Re Stalybridge and Compulsory Purchase Order, 1963; Ashbridge Investments Ltd v Minister of Housing and Local Government

JurisdictionEngland & Wales
CourtCourt of Appeal
Judgment Date02 July 1965
Judgment citation (vLex)[1965] EWCA Civ J0702-3
Date02 July 1965

[1965] EWCA Civ J0702-3

In The Supreme Court of Judicature

Court of Appeal


From Moostta, J. Middlesex.


The Master of the Rolls

Lord Justice Harman, and

Lord Justice Winn

Ashbridge Investments Limited
Minister of Housing and Local Government

MR. NIGEL BRIDGE (instructed by the Solicitor, Ministry of Housing and Local Government) appeared on behalf of the Appellants.

MR. JOHN DRINKWATER (instructed by Messrs. Rooks CO)& appeared on behalf of the Respondents.


In this case we are concerned with alum clearance. In particular with a terrace called Grosvenor Street, Stalybridge. Some of the houses I that terrace have been determined to he unfit for human habitation and are included in a clearance area coloured pink on the map. One or two of the houses in the terrace have been determined to be fit for human habitation and coloured grey on the map. In addition to these houses there are other buildings in the neighbourhood which are also coloured grey on the map. The local authority have made a compulsory purchase order which Includes both the pink and the grey areas. But there is a great difference between them when it comes to compensation. The unfit houses in the clearance area (the pink area) only get site value, see Davy v. Leeds Corporation, 1965 1 W. L. R. 445. But the fit houses and the other buildings (all in the grey area) get, not only the value of the site, but of the — house or building on it.


It is therefore a matter of considerable importance to determine whether any particular building is a house which is unfit, or a house which is fit, or another building. We have here an extraordinary situation. In this terrace the Ashbridge Investments Limited own two houses. They are numbered No. 17 and 19, Grosvenor Street, Staly bridge. They look very alike from the outside. They are both unfit for hu habitation: and the local authority put them both in the pink area. But the Minister, on considering the Order, has held chat No. 17 is a house and that No. 19 is not a house. So he has taken No. 19 out of the pink area and put it into the grey. The company regarded this as a very strange decision and challenge the Minister's order.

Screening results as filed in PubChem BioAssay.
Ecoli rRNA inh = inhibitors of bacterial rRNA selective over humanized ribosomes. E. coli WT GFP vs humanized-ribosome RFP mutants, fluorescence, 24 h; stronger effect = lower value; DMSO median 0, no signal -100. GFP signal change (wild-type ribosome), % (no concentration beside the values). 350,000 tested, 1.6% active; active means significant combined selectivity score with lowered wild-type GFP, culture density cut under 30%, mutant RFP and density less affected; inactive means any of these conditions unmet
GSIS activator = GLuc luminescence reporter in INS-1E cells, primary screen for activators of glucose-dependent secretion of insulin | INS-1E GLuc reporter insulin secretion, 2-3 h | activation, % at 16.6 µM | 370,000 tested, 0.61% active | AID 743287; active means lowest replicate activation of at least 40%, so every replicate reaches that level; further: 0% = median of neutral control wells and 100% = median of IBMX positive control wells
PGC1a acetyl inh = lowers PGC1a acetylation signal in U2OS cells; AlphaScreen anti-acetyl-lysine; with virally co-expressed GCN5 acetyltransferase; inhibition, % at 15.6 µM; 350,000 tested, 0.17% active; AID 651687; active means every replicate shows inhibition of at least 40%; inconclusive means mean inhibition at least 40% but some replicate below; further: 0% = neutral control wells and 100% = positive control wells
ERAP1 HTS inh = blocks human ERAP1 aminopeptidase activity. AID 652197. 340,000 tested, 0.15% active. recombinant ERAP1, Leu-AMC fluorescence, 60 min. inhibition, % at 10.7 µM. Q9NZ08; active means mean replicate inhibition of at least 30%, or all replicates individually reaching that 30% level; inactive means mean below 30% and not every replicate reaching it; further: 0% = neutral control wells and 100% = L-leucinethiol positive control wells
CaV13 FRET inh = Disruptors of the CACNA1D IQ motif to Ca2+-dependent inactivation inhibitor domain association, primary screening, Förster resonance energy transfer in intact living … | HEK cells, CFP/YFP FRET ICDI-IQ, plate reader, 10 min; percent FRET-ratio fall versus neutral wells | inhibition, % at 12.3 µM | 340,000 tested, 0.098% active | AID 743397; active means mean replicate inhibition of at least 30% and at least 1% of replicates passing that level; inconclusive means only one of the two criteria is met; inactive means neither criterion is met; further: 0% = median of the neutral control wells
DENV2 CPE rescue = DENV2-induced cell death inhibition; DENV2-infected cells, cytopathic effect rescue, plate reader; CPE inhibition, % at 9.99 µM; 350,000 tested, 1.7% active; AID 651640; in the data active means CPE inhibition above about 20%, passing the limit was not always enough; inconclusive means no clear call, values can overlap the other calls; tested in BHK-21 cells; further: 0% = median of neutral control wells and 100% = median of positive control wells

The difficulty in this case arises because the Housing Act, 1957, does not define a house except by saying that it includes any yard, garden, outhouses, and appurtenancesbelonging thereto or usually enjoyed therewith. That does not help us much to say when a house is not a house. But it is apparent that a "house" in the Act means a building which is constructed or adapted for use as, or for the purposes of, a dwelling. It need not actually be dwelt in, but it must be constructed or adapted for use as a dwelling, or for the purposes of a dwelling. The owners here say it is very illogical to hold that in the self-same terrace Ho. 17 has been held to be a house and No. 19 to be not a house. In order to show the distinction I will read the Inspector's report. Now in regard to Bo. 17, the Inspector says: 'It comprises a greengrocer's shop, rear living room with tiled fireplace and gas cooker, scullery, three first floor rooms and separate external water closet. The property is not used for living purposes. No structural alterations have been made to the property which has retained its identity as a dwelling. The house is unfit by reason of serious disrepair, dampness, unsatisfactory sanitary accommodation and inadequate facilities for the storage and preparation of food. The house is not well maintained, there is disrepair to plaster work, windows, partitions, brickwork and roof." No. 17 the Minister has held to be a house not fit for human habitation. It comes in the pink land and, therefore, is only entitled to site value compensation.